Coming Soon:

The following books by Robert Paul Wolff are available on Amazon.com as e-books: KANT'S THEORY OF MENTAL ACTIVITY, THE AUTONOMY OF REASON, UNDERSTANDING MARX, UNDERSTANDING RAWLS, THE POVERTY OF LIBERALISM, A LIFE IN THE ACADEMY, MONEYBAGS MUST BE SO LUCKY, AN INTRODUCTION TO THE USE OF FORMAL METHODS IN POLITICAL PHILOSOPHY.
Now Available: Volumes I, II, III, and IV of the Collected Published and Unpublished Papers.

NOW AVAILABLE ON YOUTUBE: LECTURES ON KANT'S CRITIQUE OF PURE REASON
LECTURE ONE: https://www.youtube.com/watch?v=d__In2PQS60
LECTURE TWO: https://www.youtube.com/watch?v=Al7O2puvdDA

ALSO AVAILABLE ON YOUTUBE: LECTURES ONE THROUGH TEN ON IDEOLOGICAL CRITIQUE



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Tuesday, June 10, 2014

KARL POPPER, OR EMPIRICAL DISCONFIRMATION


I make much in these blog posts of my plebian cultural tastes.  I am forever going on about how many games of FreeCell I play and the schlock novels I read.  Now this is not a mere Internet pose.  I really did watch The Young and the Restless daily for more than twenty years.  I really do read schlock novels, although I stopped reading Robert Ludlum novels after I discovered that he is dead and his novels are being written by Clive Cussler [who is now so successful that his novels are written by someone else -- sort of like Ford motor cars being made even after Henry Ford died.]  And the FreeCell win counter tells me that on this computer alone I have played more than 8,500 games.

Why do I do this?  Mostly, it is because it amuses me to represent myself as a cultural doofus when I have spent my life explicating the arcana of the philosophy of Kant, the economic theories of Marx, and the finer points of Game Theory.  But partly it is because I am painfully conscious that I am not, as I repeatedly observe, a true scholar, inasmuch as I cannot really read German, know very little math by the standards of real mathematicians, and have never actually taken a course on Economics in my life [although I did teach Introductory Micro once.]  I think I figure that if I say it first, I will forestall the inevitable scoffing by those who really are expert in the various fields I pretend to have mastered.  My intellectual life is a constant high wire act without a net.

Perhaps the most often repeated of my self-deprecations is the meme I have fashioned [if I may appropriate a useful word] of myself being dragged off to see good films by Susie despite my preference for shoot 'em ups with no redeeming social value.  Now, I really do like movies featuring Arnold Schwarzenegger or Steven Seagal or Tom Cruise [despite his regrettable embrace of Scientology], but recent experience is compelling me to reconsider  my self-description.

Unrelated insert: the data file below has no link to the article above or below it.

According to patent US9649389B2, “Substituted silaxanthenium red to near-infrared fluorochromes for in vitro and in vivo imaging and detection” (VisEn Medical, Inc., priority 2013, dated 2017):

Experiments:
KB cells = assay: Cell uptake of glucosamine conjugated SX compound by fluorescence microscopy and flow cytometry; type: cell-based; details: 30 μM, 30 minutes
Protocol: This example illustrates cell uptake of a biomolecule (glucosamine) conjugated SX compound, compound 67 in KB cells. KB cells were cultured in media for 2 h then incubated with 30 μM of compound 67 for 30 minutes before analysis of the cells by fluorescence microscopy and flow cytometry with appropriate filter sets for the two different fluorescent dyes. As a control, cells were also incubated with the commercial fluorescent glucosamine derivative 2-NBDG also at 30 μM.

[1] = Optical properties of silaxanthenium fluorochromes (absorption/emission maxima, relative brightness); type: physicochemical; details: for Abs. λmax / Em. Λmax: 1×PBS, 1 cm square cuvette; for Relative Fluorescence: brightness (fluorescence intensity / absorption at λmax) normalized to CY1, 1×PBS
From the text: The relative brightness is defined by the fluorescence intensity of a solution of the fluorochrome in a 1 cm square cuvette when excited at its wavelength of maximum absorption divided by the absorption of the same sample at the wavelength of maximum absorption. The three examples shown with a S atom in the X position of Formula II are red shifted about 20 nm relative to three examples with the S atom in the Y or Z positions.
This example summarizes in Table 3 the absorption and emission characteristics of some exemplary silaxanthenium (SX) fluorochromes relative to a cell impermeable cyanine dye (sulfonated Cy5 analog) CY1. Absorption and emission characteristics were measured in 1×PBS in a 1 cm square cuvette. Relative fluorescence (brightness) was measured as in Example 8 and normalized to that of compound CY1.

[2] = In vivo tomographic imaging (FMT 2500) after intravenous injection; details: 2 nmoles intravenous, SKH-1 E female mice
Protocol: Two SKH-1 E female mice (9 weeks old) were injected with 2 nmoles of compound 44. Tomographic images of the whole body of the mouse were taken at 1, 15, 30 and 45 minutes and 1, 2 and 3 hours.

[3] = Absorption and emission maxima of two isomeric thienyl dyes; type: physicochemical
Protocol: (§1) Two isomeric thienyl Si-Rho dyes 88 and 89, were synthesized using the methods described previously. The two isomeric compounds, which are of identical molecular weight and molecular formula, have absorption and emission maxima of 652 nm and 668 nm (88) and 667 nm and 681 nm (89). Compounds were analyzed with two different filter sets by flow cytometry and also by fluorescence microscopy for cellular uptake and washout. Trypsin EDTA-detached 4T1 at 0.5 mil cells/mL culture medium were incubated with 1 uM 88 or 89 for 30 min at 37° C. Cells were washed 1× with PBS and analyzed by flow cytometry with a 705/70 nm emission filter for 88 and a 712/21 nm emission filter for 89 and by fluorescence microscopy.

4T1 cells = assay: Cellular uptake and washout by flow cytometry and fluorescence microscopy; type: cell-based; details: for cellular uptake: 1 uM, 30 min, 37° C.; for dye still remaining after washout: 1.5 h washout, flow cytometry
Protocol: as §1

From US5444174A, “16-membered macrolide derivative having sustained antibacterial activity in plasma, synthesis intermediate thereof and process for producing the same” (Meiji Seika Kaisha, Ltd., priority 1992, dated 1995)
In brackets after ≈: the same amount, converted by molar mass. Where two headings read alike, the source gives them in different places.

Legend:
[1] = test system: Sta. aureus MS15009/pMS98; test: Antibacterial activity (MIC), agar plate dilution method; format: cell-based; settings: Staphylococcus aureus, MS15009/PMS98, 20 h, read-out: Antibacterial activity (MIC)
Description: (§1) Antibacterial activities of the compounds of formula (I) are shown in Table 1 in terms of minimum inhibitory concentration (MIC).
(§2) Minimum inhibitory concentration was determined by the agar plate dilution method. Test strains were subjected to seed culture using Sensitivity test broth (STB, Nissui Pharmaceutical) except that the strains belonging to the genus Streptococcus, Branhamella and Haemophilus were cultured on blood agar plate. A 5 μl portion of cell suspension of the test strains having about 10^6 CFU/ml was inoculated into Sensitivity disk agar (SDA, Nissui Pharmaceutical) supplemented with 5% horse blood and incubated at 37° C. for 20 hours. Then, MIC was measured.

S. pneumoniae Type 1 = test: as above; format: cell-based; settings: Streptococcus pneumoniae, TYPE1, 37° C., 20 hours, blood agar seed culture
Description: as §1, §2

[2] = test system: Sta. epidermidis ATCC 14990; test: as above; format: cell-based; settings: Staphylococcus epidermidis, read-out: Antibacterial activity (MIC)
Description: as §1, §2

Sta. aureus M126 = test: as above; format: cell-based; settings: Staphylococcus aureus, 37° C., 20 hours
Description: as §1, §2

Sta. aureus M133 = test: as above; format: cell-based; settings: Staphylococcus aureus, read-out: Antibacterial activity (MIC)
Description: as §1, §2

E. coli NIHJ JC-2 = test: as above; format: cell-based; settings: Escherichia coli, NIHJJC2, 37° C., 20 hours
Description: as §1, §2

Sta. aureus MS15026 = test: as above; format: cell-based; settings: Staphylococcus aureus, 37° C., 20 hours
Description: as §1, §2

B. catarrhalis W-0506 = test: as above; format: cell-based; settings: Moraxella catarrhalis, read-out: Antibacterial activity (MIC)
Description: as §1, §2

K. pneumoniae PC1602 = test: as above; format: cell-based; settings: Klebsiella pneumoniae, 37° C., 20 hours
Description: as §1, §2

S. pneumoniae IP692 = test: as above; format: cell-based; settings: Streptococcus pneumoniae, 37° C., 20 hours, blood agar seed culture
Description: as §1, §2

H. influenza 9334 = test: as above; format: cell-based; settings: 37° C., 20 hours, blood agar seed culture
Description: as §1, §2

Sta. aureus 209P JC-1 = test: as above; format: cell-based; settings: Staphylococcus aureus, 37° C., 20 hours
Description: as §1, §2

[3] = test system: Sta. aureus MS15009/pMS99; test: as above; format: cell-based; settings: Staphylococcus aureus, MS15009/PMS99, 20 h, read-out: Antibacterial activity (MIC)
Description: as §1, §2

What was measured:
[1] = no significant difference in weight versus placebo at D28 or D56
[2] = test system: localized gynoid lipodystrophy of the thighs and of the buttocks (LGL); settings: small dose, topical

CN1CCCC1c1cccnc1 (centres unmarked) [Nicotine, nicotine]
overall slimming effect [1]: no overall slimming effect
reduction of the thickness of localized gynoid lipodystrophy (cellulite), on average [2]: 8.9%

Last weekend, Susie dragged me off, for the third time in a row, to see a good film at the local Indie theater, and yet again, I left the theater thanking her for making me pass up the latest blockbuster at the multiplex across the street.  This time the movie was Chef, a modest little feel-good movie about a gifted cook who cuts loose from the constraints of a successful restaurant [owned by the villainous Dustin Hoffman] and finds his inner artist running a sandwich truck.  Oliver Platt does a nice turn as a restaurant critic, and Scarlett Johansson, whom I have always found a trifle weird, shows up to advantage as the chef's gorgeous, successful [at what?] ex-wife.  The movie is really about a father's bonding with his son, and the most violent scene is the chef's brutal dismembering of a pile of vegetables with his trusty chef's knife.

Now look.  Despite my life-long infatuation with Kant, I am an empiricist at heart, so when evidence piles up that one of my cherished beliefs is false, I feel a certain compulsion to reconsider.  Maybe I actually like good movies.  Who knew?

However, just today, the Arts section of the NY TIMES has a full-page ad for a new Jason Bourne book.  My heart fluttered as I anticipated, in the fullness of time, yet another Matt Damon classic.  Old habits die hard.

2 comments:

Matt said...

I am an empiricist at heart, so when evidence piles up that one of my cherished beliefs is false, I feel a certain compulsion to reconsider. Maybe I actually like good movies. Who knew?

In my experience this also applies to food.

classtruggle said...

Honesty at its finest and humility at its strongest. Thumbs up.